Spring cleaning is a tradition similar to New Year’s Resolutions: we attempt to clear away the accumulations of dust, debris, and miscellaneous belongings that we no longer need or use in much the same way that we attempt to leave behind our undesirable habits. You might even be able to work toward your resolutions with your cleaning–go ahead and get rid of that Valentine’s Day candy you hid in your cupboard and dust off the unused treadmill that has been doubling as a storage shelf. Or perhaps you’ll want the chocolate but not the cumbersome exercise equipment.
In Asian and Middle Eastern cultures (following different calendars from the Gregorian calendar used in the West) spring cleaning technically takes place before the New Year, and cleaning is a ritual rooted in spiritual practice and traditions, a “tangible representation of changes happening within” as stated by Shanna Freeman in “Top 5 World Spring Cleaning Traditions” (How Stuff Works). This is a deliberate process of elimination of bad luck to prepare (and repair) your space for the acceptance of good luck.
Marie Kondo, author of best selling titles including The Life-Changing Magic of Tidying Up and Spark Joy views spring cleaning less as a process of eliminating what she doesn’t like and more as “an expression of gratitude to the belongings that had made my winter comfortable and the initiation of a new beginning of myself.” Her article in The New Potato points out that ‘spring cleaning’ is not merely the tidying that is our routine throughout the year–it’s often a thorough re-assessment of wardrobe and exchange of seasonal clothing and linens.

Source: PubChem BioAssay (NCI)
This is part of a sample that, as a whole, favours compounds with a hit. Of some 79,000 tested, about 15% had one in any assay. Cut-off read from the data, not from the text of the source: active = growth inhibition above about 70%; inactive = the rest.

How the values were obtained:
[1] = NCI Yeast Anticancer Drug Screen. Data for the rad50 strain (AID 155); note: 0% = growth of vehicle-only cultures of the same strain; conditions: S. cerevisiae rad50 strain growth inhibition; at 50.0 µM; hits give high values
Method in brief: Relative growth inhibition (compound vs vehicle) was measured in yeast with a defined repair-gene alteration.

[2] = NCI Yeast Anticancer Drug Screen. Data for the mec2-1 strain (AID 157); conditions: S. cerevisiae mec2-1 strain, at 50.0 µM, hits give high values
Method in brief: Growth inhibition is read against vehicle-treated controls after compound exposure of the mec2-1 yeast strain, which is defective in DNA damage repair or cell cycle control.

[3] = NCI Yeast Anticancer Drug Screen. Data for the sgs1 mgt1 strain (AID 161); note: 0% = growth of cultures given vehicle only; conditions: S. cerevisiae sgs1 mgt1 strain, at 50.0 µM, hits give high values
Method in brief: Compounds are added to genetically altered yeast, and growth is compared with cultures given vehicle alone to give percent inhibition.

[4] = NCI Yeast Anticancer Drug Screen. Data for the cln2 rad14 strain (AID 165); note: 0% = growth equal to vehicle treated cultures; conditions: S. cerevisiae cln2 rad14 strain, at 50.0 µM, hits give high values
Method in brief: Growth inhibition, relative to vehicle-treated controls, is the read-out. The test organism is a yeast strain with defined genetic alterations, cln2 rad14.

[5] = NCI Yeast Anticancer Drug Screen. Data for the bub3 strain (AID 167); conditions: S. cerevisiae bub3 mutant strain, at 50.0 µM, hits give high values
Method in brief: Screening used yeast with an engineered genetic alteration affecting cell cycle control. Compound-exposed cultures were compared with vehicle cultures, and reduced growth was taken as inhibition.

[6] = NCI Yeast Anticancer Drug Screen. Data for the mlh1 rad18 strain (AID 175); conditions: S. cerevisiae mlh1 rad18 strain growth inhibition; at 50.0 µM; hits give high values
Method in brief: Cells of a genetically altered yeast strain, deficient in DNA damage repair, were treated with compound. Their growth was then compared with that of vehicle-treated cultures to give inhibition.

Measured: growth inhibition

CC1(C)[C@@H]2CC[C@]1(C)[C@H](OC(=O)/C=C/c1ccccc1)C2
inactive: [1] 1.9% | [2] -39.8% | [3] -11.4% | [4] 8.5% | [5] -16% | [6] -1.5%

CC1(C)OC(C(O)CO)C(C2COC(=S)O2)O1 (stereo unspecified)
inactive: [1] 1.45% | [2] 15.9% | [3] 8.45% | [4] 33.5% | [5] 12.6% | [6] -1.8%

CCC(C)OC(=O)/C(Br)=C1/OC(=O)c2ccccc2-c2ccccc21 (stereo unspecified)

If your resolutions included increased awareness of health and the environment (or even if they didn’t), this could be an appropriate time of year to assess how you clean and what you clean with–could you (and/or other people or pets living in your house) benefit from a decrease in toxins? Lynn Allison, writing for Newsmax Health provides her favorite alternatives to commercial cleaning products, and her list includes sunlight which is inhospitable to dust mites and bacteria . She recommends planning your spring cleaning days around the weather in order to take advantage of the sunlight (be cautious with items that could fade easily). Ingredients such as liquid soap, vinegar, and sodium percarbonate can be combined to clean appliances and other surfaces.
What is your favorite spring cleaning ritual or approach to cleaning and clearing your space?